Daily Archives: July 2, 2014

Is there rule of law under current Bolivian gov?!

Carlos Toranzo writes in Pagina Siete:

Rule of Law?

Carlos ToranzoIs the rule of law a Western institution and therefore does not deserve to exist? Is the only rule of law the power of social movements and the discretion of the management of power by the government?

Who, will accept the norm and continue? Who accepted the laws and respect in our country? It seems that no one or very few; on the contrary, we have entered the vortex of it all, the total disrespect and violation of the law and the State Constitution.

Are cooperative miners mining law abiding? Do coca-growers accept the standards for coca eradication? Do the carriers accept traffic laws? Will the mini-buses drivers accept the ban on charging for fractions of their route?

We are in an environment of anomie, there are no sense of existence of the rule, everyone can do what they want. Some approve its rules and not respect them, as with the Constitution. Could it be that the [re-]re-election is constitutional?

Others believe that the adopted rules are bad and so are not to be respected. What makes each one is judged legal by themselves; meanwhile, it is listed as illegal what others do.

There seems to be an implicit agreement among all to accept that everyone should violate the law. But we are in the jungle, as we know it is “law” of the fittest, which has some power. Fundamental law is who has the power that is the only valid and enforceable and applied as law. The weak, the opposition, the dissenter who thinks different from the Government, has no law that will protect him.

Swap is nothing to describe what is happening in the country, not only live the kingdom of immoral – as the tango says – but cynicism has rapidly entered politics, but by the cynicism is the obsequiousness that leads to justifying the unjustifiable.

Ways to no longer care anything or to lie, or in private or in public. No more embarrassment for violation of ethics; now it’s “ethics” of politics, that does not respect moral principles, but only the logic of power, the logic of maintaining power at all costs. Not only there is no sense of existence of the rule, but each day is more visible the collapse of institutions, institutions not only chipped but, worse than that, is deeply damaged and on the way to have more damage.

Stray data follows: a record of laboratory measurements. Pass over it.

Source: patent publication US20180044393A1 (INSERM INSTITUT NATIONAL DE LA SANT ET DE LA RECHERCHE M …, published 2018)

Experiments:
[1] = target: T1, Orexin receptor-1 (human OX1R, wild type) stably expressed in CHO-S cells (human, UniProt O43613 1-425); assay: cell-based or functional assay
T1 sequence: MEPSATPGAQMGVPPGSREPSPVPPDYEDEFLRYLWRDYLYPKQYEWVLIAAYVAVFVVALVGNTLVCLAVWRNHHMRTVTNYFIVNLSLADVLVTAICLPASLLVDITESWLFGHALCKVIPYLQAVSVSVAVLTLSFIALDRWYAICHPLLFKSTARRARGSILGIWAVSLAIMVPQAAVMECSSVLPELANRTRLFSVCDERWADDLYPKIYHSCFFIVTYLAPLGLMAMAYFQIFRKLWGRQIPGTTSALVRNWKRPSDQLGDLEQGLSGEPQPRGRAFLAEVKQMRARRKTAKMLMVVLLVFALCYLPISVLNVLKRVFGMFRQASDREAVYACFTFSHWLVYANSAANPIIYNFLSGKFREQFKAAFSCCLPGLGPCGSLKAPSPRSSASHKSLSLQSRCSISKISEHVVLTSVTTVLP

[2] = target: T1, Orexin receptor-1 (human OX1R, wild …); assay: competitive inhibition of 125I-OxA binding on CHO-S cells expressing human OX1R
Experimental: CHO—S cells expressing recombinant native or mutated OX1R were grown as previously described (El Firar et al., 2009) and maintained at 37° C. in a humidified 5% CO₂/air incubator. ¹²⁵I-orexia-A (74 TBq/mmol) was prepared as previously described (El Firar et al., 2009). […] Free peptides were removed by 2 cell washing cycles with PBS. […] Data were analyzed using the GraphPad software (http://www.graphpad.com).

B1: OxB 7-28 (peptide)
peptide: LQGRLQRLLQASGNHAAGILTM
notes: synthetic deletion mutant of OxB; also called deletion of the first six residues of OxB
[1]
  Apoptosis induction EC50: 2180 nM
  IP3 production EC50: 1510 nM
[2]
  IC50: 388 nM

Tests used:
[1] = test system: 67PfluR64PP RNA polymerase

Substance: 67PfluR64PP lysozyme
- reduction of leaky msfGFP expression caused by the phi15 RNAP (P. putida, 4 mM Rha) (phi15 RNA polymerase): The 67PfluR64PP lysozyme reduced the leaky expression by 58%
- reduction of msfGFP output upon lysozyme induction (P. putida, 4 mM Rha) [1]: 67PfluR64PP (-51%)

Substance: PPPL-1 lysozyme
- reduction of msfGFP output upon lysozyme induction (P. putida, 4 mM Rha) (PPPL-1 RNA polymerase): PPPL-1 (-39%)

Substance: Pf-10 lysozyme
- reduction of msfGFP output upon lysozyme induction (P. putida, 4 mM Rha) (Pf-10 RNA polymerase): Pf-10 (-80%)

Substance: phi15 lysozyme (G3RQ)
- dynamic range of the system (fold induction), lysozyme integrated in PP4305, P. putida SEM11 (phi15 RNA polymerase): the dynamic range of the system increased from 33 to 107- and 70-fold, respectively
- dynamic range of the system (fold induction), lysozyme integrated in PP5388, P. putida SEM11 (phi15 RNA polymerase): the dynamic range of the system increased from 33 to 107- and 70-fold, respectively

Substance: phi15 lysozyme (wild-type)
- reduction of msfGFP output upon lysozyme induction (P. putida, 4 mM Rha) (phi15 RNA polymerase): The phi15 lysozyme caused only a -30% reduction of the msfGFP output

What is it about legality now in Bolivia? Is it legal for the armed forces to have been part of a terrorist act in Yacuiba years ago? Is it legal to have the police take care of the social movements when they are the ones who create public disorder?

Was it legal for the police not to act when social movements beset the Parliament? Is it legal to murder alleged terrorist separatists? Are all lynchings justified under the umbrella of community justice, legal?

Is it legal for the Executive to continue giving money to mining cooperatives and the COB? Does the Comptroller General audits monies of the program “Meets Evo”? Is it legal for the Comptroller to have a political favorite color? Is it legal to use public resources in acts of the MAS? Where is the institutionalization of electoral power, the judiciary, where is the validity of the checks and balances of the branches of the government?

The rule of law has been lost, and how not to be missed if, for years it was accepted what the President says, I put it just like that, although it is illegal, and that lawyers legalize the illegality.

The government does not respect the law, the State does not respect, but also the respect of social movements. What matters is that if nobody obeys law. But all that means is in danger everyday life among all Bolivians.

The Government confrontational language and disrespect of the law leads to a breakdown of democracy; citizens should avoid that.

Carlos Toranzo Roca is an economist.

The Government, with confrontational language and disrespect of the law, are leading to a collapse of democracy.